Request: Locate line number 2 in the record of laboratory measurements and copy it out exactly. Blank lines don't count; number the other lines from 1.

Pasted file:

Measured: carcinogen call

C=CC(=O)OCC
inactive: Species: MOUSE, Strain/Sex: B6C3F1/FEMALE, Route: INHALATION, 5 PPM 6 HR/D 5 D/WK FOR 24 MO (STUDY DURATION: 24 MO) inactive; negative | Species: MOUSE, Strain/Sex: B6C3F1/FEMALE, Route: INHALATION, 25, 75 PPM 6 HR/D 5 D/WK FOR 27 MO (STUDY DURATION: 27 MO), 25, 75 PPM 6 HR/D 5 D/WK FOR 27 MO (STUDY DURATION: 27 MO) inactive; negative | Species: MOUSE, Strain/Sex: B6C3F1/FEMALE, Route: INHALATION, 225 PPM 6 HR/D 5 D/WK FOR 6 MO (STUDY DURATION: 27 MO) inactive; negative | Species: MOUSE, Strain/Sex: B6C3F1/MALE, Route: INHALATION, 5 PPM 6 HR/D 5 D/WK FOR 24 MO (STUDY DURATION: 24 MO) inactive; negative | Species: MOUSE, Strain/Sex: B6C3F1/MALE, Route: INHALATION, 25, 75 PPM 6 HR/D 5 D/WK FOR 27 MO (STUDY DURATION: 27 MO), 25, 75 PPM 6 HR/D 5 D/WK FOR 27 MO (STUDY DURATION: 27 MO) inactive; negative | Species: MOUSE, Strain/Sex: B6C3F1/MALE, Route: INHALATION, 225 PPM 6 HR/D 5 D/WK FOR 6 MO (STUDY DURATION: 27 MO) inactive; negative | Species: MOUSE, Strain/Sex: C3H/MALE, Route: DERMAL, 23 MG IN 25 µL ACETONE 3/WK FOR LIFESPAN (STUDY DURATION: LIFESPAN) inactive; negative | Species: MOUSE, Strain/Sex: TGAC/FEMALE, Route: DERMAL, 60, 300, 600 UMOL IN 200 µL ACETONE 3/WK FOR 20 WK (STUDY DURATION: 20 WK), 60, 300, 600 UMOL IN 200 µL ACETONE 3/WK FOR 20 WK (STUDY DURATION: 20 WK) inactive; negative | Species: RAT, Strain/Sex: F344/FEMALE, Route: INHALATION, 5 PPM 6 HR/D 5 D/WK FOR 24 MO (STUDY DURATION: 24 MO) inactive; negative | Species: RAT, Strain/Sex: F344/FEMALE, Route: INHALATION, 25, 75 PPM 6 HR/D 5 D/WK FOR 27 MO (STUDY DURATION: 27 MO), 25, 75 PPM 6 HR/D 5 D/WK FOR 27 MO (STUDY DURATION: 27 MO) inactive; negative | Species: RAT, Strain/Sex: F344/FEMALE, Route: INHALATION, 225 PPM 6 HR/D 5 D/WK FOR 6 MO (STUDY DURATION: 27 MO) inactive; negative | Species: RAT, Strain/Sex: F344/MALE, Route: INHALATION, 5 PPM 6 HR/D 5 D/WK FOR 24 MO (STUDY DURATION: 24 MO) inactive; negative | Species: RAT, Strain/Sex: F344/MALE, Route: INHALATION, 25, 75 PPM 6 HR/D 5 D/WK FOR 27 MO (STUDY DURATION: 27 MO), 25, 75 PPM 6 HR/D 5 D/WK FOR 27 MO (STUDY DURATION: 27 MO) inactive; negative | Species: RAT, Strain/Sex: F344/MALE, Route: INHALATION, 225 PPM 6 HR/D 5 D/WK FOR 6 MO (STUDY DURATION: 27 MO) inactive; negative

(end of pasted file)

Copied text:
C=CC(=O)OCC